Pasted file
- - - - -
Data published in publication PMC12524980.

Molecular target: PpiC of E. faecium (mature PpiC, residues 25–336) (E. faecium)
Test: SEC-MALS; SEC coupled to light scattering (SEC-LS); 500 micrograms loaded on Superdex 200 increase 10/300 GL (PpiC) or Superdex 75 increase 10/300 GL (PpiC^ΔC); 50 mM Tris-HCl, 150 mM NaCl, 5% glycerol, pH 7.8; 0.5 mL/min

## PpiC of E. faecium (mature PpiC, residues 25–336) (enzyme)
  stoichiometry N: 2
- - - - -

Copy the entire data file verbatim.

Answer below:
Data published in publication PMC12524980.

Molecular target: PpiC of E. faecium (mature PpiC, residues 25–336) (E. faecium)
Test: SEC-MALS; SEC coupled to light scattering (SEC-LS); 500 micrograms loaded on Superdex 200 increase 10/300 GL (PpiC) or Superdex 75 increase 10/300 GL (PpiC^ΔC); 50 mM Tris-HCl, 150 mM NaCl, 5% glycerol, pH 7.8; 0.5 mL/min

## PpiC of E. faecium (mature PpiC, residues 25–336) (enzyme)
  stoichiometry N: 2